Let it be known that the very first game I played of E3 2019 was Mario and Sonic at the Olympic Games Tokyo 2020. Walking into the LA Convention Center, you’d spot a rock wall that fans could line up for and demo stations laid out along a track fit for sprinting. And sprint I did, right up to a couple of Joy-Con to give the game a go. While things felt similar to past Mario and Sonic Olympic titles, there was a sense of added style in that every competitor had multiple outfits for the differing events. Now you too could savor the sight of Dr. Eggman in a wetsuit or Princess Peach in a karate gi.
The demo offered up five events: Karate, Skateboarding, Surfing, Archery, and the Hurdle. The full character select board was visible but choices were limited to Mario and Sonic as well as Peach, Luigi, Bowser, Tails, Amy Rose, and Eggman. Each had differing stat distributions to excel in different event types, like Sonic being a solid pick for anything involving running whereas Bowser would be a go to for strength based events. Sadly the demo wouldn’t let me give Waluigi a fencing foil but clearly it’s the event he was born to do.
Of the events I sampled, karate was the clear front runner and gets the Tokyo gold. While it might not have the depth of a full fledged fighting game, there were enough systems and familiarity at work that I felt right at home. While it’s simple enough to go for ten hits, you could work in quick backsteps for feints or block before following up with a grab-style takedown. You could also back up and charge your meter to have a super move ready, allowing for a big five point turn around if you could get into your opponent’s head well enough. Matches could go pretty quickly, and while I’m all for sticking to the Olympic score format I’m definitely hoping for an option to up the point count for extended matches.
Skateboarding was another standout, putting you in a bowl with a few standalone ramps and other features to try and get off as many tricks as possible. This boils down to timing your button presses and hitting as many sections of the bowl as possible (they’ll change color to show you’ve managed a trick there already) and gives you a chance to try and plan out routes. With grinds and manuals available to build combos, things felt like a simplified Tony Hawk Pro Skater rather than a more technical take on the sport, which is more than welcome here. It comfortably secures the silver medal.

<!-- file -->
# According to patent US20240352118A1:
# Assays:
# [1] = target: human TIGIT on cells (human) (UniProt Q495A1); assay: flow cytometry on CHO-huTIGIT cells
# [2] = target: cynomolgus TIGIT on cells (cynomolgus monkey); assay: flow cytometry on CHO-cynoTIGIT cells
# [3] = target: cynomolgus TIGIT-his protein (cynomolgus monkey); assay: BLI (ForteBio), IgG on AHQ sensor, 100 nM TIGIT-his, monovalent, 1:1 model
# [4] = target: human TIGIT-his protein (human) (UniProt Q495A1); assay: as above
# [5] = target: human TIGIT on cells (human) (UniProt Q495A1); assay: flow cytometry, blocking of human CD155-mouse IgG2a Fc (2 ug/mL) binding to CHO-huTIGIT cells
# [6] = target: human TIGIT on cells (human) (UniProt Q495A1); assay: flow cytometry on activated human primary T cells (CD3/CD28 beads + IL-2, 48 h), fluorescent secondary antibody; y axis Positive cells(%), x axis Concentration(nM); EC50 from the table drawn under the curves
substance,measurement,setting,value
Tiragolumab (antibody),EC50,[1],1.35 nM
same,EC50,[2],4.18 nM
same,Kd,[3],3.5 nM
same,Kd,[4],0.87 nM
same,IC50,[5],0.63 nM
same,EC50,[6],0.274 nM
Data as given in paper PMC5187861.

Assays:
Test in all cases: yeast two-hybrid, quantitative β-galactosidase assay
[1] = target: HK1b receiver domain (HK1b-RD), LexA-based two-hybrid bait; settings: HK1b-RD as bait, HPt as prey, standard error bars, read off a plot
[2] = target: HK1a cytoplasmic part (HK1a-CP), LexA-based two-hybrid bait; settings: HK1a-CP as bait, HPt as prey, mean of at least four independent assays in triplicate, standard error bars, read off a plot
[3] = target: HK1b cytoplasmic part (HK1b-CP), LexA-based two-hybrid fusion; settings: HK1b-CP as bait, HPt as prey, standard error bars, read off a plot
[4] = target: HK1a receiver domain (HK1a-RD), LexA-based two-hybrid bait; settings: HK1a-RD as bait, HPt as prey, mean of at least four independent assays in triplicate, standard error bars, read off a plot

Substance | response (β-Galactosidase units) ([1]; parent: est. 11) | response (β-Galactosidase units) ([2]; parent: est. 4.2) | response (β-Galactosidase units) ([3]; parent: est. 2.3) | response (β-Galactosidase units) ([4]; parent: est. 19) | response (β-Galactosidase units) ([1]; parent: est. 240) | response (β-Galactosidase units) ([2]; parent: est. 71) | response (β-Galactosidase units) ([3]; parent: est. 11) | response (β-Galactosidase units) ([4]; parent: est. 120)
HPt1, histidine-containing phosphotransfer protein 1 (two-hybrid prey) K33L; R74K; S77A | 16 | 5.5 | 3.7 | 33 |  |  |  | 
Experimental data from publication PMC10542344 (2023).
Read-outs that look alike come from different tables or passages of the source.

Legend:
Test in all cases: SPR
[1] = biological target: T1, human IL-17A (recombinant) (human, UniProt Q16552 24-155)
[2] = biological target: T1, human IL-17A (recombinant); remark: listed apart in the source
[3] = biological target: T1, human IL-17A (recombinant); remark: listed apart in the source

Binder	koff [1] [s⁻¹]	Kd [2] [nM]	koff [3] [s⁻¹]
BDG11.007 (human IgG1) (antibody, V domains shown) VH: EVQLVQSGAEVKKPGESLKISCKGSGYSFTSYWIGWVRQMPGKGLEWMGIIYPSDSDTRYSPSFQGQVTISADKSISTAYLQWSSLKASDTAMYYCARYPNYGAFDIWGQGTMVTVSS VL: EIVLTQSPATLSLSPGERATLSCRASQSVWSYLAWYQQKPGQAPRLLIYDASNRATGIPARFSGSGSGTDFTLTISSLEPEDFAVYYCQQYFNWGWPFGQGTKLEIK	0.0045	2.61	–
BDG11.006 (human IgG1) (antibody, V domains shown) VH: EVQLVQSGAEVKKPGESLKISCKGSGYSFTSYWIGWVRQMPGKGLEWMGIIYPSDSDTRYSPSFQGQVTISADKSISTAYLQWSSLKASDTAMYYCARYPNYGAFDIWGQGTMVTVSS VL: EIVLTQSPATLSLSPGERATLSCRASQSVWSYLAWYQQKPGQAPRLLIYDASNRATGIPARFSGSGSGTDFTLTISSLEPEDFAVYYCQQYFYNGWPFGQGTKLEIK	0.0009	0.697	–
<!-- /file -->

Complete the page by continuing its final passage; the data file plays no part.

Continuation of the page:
Surfing tries to fill a similar niche, that being an arcadey take on the sport, but unlike skateboarding it requires a bit more thought in order to make the most of your session. Rather than a static environment, you have to manage waves across a few “rounds” an aim for as high a score as possible each time. The key is figuring the best way to navigate the wave itself to give yourself opportunities to get some air and land properly. It sounds simple enough on paper but this felt like the event where I was most out of my depth and would need a few more attempts to understand. Still, I’m interested enough to give it the bronze.
Both Archery and the Hurdle were fairly bare compared to the other three. Archery put your ability to both aim and time presses to the test, and could actually get tricky once the distance between you and the target grew. I thought I was doing pretty alright, but suddenly you’re having to judge wind speed and direction to manage a bullseye. It’s nothing these games haven’t done before, which goes double for the Hurdle. This ended up a simple bout of timed button presses to make jumps, which I must’ve been great at if I managed to have Bowser outspeed Sonic. In a sequence with other events I could see their appeal but as stand alone offerings they rang plain and watch the winners from off-podium.
With plenty more character and event variety, as well as the tease of a mode rendered in both 8 and 16-bit sprites, there’s definite promise in M&S 2020. The series has always been a satisfying collection of minigames and while they debuted and felt most at home on Wii, the Joy-Con and take anywhere nature of the Switch won’t disappoint. If you’re after a party game for the holidays, Mario and Sonic at the Olympic Games Tokyo 2020 will fit right in come November.